By Farhan Husain for The Long Island Report
Christmas is turning into a cultural holiday for some Muslims in the Long Island area as they mark the occasion with gifts, decorations, and family get-togethers.
“Growing up, we did have a Christmas tree… I think just because he [dad] didn’t want us to feel left out,” said student Asra Arif, 20, from Deer Park.
Indeed, it’s becoming almost a custom to celebrate Christmas for most Muslim-Americans. Many came from countries that don’t even have a word for “Christmas” but it becomes almost inevitable to join in with friends and neighbors who go “holiday-crazy” during this time of year.
“It’s really just celebrating the season. It’s the only time of the year where families don’t have work or anything like that,” Arif said.
Arif is a first-generation Muslim-American with Pakistani parents. Her family, like many others, has made it a tradition to gather with loved ones and exchange gifts during Christmas time.
However, unlike Christian and Catholic families who celebrate the birth of Christ every Dec. 25, Arif’s family celebrates the atmosphere of the holidays. “I just enjoy the spirit of it. I’m not celebrating anything religious, just being with family…” Arif said.
Retail manager Dafina Mexhuani, 21, from Westbury, does the same. “It’ll be celebrating to the extent of, not really Christmas… but you know like the whole decorating, and the gift giving, and all that stuff. But if you call that celebrating it, then I guess I am,” she said.
She celebrates a holiday with her family every year around Christmas time, but doesn’t call it Christmas. “I grew up in an apartment building and my dad was the super. We always used to put up a tree in the lobby, and so we started doing it in my house. It’s just how it’s always been, really,” she said.
Mexhuani was born in the Bronx and her family of three siblings and her parents were born and raised in Albania. She’s never experienced a year without Christmas.
“The idea of Christmas we just think of generally as a winter holiday, so we don’t necessarily celebrate it… or have a significant religious attachment to it,” said Mehreen Syeda 27, from New Hyde Park, Long Island.
Syeda will be celebrating the holiday season with her Pakistani-American family, because it’s the only time of the year where everyone is off from work. Though she was not born or raised in the U.S., Syeda and her family wrapped and exchanged presents, solely to be part of something that was happening culturally around them.
“I think it’s important for kids to be knowing what their friends are going to be doing, and why they’re doing what they’re doing,” she said when describing how she was going to handle the holiday season with her children. Syeda said she would never steer her children away from experiencing it, though she would draw a fine line between religion and culture.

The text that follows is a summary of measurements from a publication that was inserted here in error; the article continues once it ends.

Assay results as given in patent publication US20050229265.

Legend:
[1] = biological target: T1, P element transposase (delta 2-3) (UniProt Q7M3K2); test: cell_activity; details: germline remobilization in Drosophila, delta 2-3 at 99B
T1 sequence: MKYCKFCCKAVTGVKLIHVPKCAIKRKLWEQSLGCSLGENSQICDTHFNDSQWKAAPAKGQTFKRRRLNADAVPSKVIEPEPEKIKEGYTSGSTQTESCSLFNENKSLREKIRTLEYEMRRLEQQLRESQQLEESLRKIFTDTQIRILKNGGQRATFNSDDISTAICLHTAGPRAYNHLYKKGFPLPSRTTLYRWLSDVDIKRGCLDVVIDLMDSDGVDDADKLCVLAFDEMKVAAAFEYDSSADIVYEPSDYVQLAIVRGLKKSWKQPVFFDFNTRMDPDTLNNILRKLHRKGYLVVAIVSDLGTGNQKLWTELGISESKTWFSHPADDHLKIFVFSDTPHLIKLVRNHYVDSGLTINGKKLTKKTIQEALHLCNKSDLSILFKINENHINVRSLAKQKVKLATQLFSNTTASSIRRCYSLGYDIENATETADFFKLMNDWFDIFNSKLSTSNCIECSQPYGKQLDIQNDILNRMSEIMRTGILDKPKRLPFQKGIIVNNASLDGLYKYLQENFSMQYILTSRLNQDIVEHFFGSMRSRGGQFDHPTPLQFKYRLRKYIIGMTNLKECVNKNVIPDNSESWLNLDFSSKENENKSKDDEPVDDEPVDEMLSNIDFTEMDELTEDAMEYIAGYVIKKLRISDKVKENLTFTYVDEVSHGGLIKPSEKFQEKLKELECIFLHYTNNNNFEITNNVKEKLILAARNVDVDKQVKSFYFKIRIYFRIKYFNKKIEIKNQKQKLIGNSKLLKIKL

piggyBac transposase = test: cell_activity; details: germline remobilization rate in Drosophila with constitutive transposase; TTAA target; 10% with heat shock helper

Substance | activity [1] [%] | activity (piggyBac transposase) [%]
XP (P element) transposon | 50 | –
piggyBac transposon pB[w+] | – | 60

Some Muslims dislike the idea of celebrating Christmas as the “holiday season.” Things like Christmas trees and stocking stuffers tend to be associated with Christmas, so some choose to avoid those all together while still pleasing their children.
“We do give gifts and stuff, but we don’t have a tree or any of that up… It’s not a Muslim holiday, therefore, we don’t celebrate it,” said student Armend Cobovic, 19, from Manhattan. Cobovic and his family are from Montenegro and knew about Christmas before they moved here 15 years ago, but he was surprised to see that other Muslim-Americans celebrate Christmas.
“I think they [Muslim-Americans] are stuck into society nowadays instead of going back to their own culture,” he said. Thought he doesn’t celebrate Christmas, he does exchange gifts during the holidays for another reason, “I understand getting a present, just so your child isn’t left out… but say it’s for new year.”
With New Year’s and other religious holidays around the end of December, it makes it the only time families get to spend time with each other.
Musho Kolenovic, 18, from Stony Brook, always gets together with his family in their upstate house during Christmas time. “It’s one of the few times in the year where everyone has off, and we can meet up, and just have good old family time,” Kolenovic said.
His family does exchange gifts during this time of the year, but they never call it “celebrating Christmas” because they never put up lights or a tree. “I’ll take the presents over the tree anytime.”
Whether they call it Christmas or not, the family time, gifts for children, and the spirit of the holidays gets the better of Muslim-Americans because of the American culture.
“Not that my parents are opposed to it, I think their culture is different. They aren’t used to celebrations like we are,” said student Sameera Namazi, 21, Valley Stream. Culture in America has adopted Christmas as part of being American, and Sameera had no issue with it, “Muslims do believe in Jesus, we can commemorate his birth… So if we want to, we can.”